What disease does excessive sweating hide

What disease does excessive sweating hide
People who suffer from hyperthyroidism sweat for no reason. And the too-demanded body temperature control system can cause them to avoid socializing.
Hyperhidrosis often occurs in infancy, and genetic factors may play a role in developing it.

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There are three main types, each with its own treatment:
Primary focal hyperhidrosis: People who suffer from this condition can be treated medically or surgically. Sweating can occur on certain parts of the body, such as the legs, hands, face, or subcutaneous tissue. In severe cases, perspiration flows into the skin in the form of drops, which causes anxiety and depression or irritation and infection.

Generalized idiopathic hyperhidrosis: This form involves excessive sweating on much of the body.
Generalized secondary hyperhidrosis: Medical conditions such as menopause, thyroid disorders or diabetes can cause this form of hyperthyroidism. It can also be caused by medicines, sports or heat. A dermatologist can determine the cause and recommend treatment.

Hypothyroidism consists of thyroid hormone deficiency.
The disease occurs when the thyroid gland does not produce enough hormones, whose role, among other things, is to control how the body consumes energy. Thyroid hormone deficiency affects all body systems. The risk of developing hypothyroidism tends to increase with age. Aging women have the greatest risk.

In rare cases, hypothyroidism occurs in infants and young children. Infants have a normal growth and development if hypothyroidism is treated during the first month of life. Untreated infantile hypothyroidism can lead to brain damage, which involves a mental retardation and a slowed development.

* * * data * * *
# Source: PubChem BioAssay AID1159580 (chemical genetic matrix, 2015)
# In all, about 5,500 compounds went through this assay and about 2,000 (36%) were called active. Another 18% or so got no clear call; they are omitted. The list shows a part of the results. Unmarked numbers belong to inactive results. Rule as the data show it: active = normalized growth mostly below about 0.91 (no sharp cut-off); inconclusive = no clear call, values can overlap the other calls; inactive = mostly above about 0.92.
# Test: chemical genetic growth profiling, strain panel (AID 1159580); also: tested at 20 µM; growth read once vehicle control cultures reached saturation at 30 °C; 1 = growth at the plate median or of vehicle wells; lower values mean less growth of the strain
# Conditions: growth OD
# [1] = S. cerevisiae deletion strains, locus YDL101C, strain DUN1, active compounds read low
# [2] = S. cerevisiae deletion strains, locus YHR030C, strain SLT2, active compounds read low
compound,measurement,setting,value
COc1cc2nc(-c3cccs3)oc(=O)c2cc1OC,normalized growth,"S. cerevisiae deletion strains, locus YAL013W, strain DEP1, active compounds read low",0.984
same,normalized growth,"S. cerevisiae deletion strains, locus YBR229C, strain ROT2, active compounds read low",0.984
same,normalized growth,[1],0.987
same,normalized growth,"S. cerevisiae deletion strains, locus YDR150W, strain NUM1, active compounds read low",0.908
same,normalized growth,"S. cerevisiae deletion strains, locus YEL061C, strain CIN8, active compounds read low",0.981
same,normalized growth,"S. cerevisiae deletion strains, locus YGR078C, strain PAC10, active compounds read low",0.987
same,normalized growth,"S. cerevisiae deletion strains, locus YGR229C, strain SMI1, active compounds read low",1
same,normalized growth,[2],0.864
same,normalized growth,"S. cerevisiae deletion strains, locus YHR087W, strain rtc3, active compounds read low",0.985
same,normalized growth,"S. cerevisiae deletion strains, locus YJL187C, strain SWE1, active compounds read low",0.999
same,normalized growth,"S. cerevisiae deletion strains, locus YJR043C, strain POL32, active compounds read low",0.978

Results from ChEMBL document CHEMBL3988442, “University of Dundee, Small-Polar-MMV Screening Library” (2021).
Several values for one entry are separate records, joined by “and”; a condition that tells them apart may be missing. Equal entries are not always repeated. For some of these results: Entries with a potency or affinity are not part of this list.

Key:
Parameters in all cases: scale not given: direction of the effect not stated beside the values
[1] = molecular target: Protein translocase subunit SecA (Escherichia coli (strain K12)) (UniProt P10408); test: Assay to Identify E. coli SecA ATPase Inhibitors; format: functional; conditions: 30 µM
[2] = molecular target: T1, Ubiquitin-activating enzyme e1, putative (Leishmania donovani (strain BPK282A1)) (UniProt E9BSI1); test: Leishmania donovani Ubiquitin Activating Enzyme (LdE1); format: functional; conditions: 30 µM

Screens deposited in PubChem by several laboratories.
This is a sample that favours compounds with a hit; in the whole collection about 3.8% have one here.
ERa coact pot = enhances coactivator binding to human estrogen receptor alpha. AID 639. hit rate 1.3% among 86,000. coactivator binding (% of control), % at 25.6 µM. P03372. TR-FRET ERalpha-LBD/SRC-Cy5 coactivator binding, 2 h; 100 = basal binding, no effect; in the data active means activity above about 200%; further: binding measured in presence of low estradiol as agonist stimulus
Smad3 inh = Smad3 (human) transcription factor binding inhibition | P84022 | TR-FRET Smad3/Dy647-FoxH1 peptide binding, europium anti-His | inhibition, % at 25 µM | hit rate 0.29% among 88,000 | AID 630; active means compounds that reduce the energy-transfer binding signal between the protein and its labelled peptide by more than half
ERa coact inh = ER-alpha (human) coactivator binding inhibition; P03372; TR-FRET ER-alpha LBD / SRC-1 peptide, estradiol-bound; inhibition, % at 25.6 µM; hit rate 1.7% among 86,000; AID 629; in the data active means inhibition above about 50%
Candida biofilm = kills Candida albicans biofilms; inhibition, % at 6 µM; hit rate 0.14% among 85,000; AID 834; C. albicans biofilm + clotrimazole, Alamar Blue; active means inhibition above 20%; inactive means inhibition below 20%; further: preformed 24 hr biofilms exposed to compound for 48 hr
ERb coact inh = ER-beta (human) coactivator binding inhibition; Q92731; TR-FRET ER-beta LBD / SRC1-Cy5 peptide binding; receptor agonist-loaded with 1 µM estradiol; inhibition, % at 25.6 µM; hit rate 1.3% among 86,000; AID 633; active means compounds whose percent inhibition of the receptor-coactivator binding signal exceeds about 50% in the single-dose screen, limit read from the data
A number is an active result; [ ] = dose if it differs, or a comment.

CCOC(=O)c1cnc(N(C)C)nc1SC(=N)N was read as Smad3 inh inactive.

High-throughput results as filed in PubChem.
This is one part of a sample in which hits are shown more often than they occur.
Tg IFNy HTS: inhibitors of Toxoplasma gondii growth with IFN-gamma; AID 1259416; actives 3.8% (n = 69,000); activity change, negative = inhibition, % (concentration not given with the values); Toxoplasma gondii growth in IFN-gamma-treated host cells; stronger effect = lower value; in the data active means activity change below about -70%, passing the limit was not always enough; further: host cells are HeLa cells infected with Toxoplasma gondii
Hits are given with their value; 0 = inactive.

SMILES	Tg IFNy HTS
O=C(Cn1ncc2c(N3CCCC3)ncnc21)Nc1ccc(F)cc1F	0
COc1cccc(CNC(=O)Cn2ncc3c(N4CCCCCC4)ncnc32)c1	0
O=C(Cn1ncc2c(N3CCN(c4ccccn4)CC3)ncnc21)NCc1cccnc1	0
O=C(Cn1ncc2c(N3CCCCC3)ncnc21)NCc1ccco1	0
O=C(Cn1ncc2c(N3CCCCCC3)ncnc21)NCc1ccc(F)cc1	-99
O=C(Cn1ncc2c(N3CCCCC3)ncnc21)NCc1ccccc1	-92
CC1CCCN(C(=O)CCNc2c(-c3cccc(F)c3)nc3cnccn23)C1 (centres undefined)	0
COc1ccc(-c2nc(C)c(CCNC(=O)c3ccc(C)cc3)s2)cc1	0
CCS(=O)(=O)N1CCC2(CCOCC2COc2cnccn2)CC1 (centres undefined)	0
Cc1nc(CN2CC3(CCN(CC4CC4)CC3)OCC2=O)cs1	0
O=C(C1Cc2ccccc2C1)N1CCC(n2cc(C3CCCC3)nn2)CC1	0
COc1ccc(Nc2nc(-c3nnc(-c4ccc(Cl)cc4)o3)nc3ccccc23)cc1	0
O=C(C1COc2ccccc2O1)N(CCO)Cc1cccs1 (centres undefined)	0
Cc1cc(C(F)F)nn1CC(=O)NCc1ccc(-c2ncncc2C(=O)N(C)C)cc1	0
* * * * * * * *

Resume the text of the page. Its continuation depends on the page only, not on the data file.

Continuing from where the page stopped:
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Adolescents with typical hypothyroidism look younger than their age. With proper treatment, a teenager will recover in weight and height and will reach youngsters of the same age.
Untreated hypothyroidism in adults can lead to multiple complications, including pericarditis (fluid build-up around the heart) and elevated cholesterol and triglycerides (which increase the risk for coronary artery disease and stroke). Serious hypothyroidism can lead to serious complications (myxoedema coma). If untreated hypothyroidism improves or worsens, it depends on ethology and age.
Hypothyroidism caused by Hashimoto’s thyroiditis, a disease in which the body’s immune system attacks the thyroid gland, will occasionally disappear spontaneously (by itself). The most common are situations where thyroid function is gradually decreasing.
Women can develop hypothyroidism during or after pregnancy. Hypothyroidism developed before pregnancy may increase during pregnancy.

Symptoms of hypothyroidism develop slowly, over time, over months or years.
Symptoms and signs may include:
 Excessive sweating
 Rough and thin hair
 Dry skin
 Breakable nails
 Yellowish colour of the skin
 Slowness in motion
 Cold skin
 Intolerance to cold
 Sensation of fatigue, weakness, sleepiness
 Memory impairment, depression, or difficulty concentrating
 Constipation
 Abundant or irregular menstrual cycles that can last for more than 5-7 days.
Other uncommon symptoms:
 Enlarged thyroid gland
 Moderate weight gain, often 4-5 kg or less
 Oedema on the arms, hands, lower limbs and the face, with myxoedema aspect, blushed, especially around the eyes
 Dysphonia (husky voice)
 Muscle pain and cramps.

Generally, the severity of the symptoms depends on age, time of onset, and severity of the condition. Symptoms can be so mild and can occur so slowly that they can go unnoticed for years. With aging, the symptoms are more notable.
Easy (subclinical) hypothyroidism is often not associated with symptoms or presents mild symptoms that can be attributed to aging, such as memory impairment, dry skin, and fatigue.
Symptoms of hypothyroidism during and after pregnancy include fatigue, weight loss, dizziness, depression, concentration problems, and memory disorders. Some women develop goitre.
Because of the variety of symptoms, hypothyroidism can be confused with depression, especially during and after pregnancy. In older people it may be confused with Alzheimer’s disease, dementia and other illnesses associated with memory loss.

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